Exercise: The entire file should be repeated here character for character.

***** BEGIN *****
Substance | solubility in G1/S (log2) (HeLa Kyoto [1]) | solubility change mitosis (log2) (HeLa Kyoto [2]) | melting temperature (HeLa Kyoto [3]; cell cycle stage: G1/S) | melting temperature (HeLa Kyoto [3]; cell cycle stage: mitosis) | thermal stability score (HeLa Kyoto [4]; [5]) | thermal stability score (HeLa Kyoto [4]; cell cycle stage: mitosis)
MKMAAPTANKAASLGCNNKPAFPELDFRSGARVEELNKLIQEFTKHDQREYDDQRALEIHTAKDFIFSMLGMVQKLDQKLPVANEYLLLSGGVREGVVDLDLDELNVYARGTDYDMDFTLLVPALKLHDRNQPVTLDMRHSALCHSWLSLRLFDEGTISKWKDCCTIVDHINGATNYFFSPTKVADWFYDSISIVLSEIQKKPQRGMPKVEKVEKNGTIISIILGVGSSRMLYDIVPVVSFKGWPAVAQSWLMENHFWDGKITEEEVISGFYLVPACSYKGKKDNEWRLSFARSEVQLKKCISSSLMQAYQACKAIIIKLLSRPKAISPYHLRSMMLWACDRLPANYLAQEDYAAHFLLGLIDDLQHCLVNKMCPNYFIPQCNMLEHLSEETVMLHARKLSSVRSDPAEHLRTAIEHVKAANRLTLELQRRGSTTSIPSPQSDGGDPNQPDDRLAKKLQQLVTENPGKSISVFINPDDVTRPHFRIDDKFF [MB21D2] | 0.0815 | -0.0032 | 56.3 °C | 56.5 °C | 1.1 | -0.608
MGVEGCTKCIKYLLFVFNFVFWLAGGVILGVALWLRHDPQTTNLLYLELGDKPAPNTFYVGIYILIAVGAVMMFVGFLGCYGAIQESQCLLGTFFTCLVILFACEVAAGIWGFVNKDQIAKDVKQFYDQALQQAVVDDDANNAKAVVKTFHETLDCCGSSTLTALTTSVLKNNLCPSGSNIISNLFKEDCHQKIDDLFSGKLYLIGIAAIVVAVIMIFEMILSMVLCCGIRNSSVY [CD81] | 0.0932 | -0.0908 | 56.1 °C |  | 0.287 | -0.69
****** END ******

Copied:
Substance | solubility in G1/S (log2) (HeLa Kyoto [1]) | solubility change mitosis (log2) (HeLa Kyoto [2]) | melting temperature (HeLa Kyoto [3]; cell cycle stage: G1/S) | melting temperature (HeLa Kyoto [3]; cell cycle stage: mitosis) | thermal stability score (HeLa Kyoto [4]; [5]) | thermal stability score (HeLa Kyoto [4]; cell cycle stage: mitosis)
MKMAAPTANKAASLGCNNKPAFPELDFRSGARVEELNKLIQEFTKHDQREYDDQRALEIHTAKDFIFSMLGMVQKLDQKLPVANEYLLLSGGVREGVVDLDLDELNVYARGTDYDMDFTLLVPALKLHDRNQPVTLDMRHSALCHSWLSLRLFDEGTISKWKDCCTIVDHINGATNYFFSPTKVADWFYDSISIVLSEIQKKPQRGMPKVEKVEKNGTIISIILGVGSSRMLYDIVPVVSFKGWPAVAQSWLMENHFWDGKITEEEVISGFYLVPACSYKGKKDNEWRLSFARSEVQLKKCISSSLMQAYQACKAIIIKLLSRPKAISPYHLRSMMLWACDRLPANYLAQEDYAAHFLLGLIDDLQHCLVNKMCPNYFIPQCNMLEHLSEETVMLHARKLSSVRSDPAEHLRTAIEHVKAANRLTLELQRRGSTTSIPSPQSDGGDPNQPDDRLAKKLQQLVTENPGKSISVFINPDDVTRPHFRIDDKFF [MB21D2] | 0.0815 | -0.0032 | 56.3 °C | 56.5 °C | 1.1 | -0.608
MGVEGCTKCIKYLLFVFNFVFWLAGGVILGVALWLRHDPQTTNLLYLELGDKPAPNTFYVGIYILIAVGAVMMFVGFLGCYGAIQESQCLLGTFFTCLVILFACEVAAGIWGFVNKDQIAKDVKQFYDQALQQAVVDDDANNAKAVVKTFHETLDCCGSSTLTALTTSVLKNNLCPSGSNIISNLFKEDCHQKIDDLFSGKLYLIGIAAIVVAVIMIFEMILSMVLCCGIRNSSVY [CD81] | 0.0932 | -0.0908 | 56.1 °C |  | 0.287 | -0.69